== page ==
So if these three factors actually do contribute to better health, then it is only fitting that states that may be able to provide these things, like Texas, California, and New York, can actually lead to better health, for those who live within them. A recent study published by Forbes once again points out cities, within these three states, as top places to live. Cities like Austin, Texas, San Francisco, California, and New York, New York (though taken off the Forbes list due to high cost of living) remain to be seen as some of the top cities in the world for finding top jobs. In addition, the most recent ranking of state economies by Business Insider (BI) also found favor in Texas, California, and New York. Texas, comes in spot number two with the best ranked economy, following the first place of North Dakota. New York then follows with the number third spot, according to BI. Though California has a listing of place number twelve, out of 50 that is still a good ranking.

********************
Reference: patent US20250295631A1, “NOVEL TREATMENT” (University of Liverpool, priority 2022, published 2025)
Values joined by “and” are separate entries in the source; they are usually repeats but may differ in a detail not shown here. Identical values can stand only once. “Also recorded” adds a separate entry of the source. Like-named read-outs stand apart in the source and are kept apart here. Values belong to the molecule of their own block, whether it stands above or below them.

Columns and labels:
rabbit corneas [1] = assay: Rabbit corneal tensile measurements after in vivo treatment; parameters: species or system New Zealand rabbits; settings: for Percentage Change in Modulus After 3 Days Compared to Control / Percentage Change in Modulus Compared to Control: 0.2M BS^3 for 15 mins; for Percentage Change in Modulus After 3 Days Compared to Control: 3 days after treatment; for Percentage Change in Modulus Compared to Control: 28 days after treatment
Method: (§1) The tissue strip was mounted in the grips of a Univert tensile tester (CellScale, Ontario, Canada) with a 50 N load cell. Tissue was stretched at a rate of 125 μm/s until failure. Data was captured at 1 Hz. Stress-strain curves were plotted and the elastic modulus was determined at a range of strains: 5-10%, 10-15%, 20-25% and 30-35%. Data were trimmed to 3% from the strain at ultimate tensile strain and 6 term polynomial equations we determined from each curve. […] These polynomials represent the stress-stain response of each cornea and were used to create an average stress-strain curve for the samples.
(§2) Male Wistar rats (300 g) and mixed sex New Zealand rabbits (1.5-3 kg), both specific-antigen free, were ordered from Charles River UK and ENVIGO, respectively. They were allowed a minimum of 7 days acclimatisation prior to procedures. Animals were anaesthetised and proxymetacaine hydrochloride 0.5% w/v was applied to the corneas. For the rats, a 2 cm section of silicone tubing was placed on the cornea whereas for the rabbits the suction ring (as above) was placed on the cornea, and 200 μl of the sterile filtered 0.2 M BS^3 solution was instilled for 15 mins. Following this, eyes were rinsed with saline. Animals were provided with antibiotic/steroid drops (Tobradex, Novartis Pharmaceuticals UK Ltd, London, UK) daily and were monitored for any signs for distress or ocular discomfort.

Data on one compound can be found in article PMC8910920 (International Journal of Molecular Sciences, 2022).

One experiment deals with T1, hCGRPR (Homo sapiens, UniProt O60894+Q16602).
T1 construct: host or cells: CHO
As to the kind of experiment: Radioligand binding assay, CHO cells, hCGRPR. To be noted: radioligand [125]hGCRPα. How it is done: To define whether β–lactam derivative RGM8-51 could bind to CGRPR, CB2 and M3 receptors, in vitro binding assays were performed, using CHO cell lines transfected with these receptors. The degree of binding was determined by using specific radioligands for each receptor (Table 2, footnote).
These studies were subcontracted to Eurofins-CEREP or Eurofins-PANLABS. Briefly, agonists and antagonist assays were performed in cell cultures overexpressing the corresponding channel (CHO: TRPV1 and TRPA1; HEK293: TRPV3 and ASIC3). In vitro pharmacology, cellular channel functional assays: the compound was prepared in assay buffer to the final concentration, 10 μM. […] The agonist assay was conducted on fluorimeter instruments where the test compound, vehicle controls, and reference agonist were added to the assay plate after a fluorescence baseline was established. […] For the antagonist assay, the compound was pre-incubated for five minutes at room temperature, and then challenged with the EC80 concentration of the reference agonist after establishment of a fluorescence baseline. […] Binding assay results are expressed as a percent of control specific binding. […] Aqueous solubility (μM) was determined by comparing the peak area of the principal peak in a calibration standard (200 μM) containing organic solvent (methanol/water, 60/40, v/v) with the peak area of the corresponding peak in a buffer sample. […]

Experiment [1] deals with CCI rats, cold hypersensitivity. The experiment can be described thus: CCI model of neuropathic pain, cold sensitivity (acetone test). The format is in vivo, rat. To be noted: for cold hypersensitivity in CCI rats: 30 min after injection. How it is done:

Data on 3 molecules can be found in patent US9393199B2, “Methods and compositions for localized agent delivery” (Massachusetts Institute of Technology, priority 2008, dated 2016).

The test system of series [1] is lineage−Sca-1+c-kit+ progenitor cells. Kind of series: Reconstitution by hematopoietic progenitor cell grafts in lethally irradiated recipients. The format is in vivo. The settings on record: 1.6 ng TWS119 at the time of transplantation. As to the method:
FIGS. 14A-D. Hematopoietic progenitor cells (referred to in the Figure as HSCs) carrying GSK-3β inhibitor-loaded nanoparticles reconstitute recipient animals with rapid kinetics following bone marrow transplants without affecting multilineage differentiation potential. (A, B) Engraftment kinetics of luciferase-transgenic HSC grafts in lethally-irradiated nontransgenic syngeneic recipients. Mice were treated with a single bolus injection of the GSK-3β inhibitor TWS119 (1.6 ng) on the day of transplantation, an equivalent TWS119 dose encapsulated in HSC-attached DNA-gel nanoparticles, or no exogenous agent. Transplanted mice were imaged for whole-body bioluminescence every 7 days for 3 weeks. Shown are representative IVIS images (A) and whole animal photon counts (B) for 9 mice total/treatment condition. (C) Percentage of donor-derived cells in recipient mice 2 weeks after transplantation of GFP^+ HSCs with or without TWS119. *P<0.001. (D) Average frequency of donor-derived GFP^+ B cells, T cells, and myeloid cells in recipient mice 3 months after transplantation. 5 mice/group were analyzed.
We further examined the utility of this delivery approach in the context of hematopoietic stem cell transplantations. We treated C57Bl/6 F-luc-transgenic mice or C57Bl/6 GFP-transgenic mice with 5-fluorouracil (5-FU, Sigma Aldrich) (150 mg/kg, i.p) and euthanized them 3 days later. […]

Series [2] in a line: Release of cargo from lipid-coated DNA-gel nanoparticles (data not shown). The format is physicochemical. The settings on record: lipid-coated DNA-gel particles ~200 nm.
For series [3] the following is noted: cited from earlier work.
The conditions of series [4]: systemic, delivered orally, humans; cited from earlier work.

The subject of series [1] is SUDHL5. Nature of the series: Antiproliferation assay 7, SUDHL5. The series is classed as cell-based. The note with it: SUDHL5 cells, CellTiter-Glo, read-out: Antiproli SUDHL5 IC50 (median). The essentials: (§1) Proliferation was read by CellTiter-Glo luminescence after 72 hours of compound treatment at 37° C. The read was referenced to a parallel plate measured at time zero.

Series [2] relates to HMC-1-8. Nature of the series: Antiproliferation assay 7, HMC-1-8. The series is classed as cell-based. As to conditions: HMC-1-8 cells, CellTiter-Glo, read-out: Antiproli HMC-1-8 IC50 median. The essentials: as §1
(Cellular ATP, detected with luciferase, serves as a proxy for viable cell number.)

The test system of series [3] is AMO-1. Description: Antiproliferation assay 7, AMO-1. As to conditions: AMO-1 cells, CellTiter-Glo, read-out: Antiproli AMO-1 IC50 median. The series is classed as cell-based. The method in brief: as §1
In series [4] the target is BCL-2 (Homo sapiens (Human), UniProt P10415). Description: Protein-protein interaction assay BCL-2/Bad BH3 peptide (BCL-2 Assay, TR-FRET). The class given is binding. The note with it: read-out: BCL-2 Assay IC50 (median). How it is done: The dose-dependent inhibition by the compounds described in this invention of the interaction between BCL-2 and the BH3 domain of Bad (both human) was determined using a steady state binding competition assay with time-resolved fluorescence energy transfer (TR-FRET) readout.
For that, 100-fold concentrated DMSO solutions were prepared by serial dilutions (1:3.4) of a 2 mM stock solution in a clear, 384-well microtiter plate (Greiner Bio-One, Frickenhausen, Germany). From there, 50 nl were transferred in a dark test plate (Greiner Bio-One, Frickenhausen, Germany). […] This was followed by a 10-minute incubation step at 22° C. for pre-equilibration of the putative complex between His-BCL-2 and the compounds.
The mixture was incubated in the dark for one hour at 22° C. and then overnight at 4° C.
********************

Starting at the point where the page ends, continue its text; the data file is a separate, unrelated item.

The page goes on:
The real question here though, is if states like Texas, California, and New York may actually better a person’s health. Though two years old, U.S. News put out information about research done by psychologist Sheldon Cohen, who actually set out to prove that the wealthy are healthy. He actually injected participants with a cold virus, while asking them if their parents owned a house when they were children. For those who said their parents did not own a home, Cohen said participants often became sick, while those who said that their parents did own their own home during their childhood, often did not even show slight symptoms of being sick. Cohen was sure to comment that he believed that people who had good jobs and more money were able to possess the things that contribute to better health.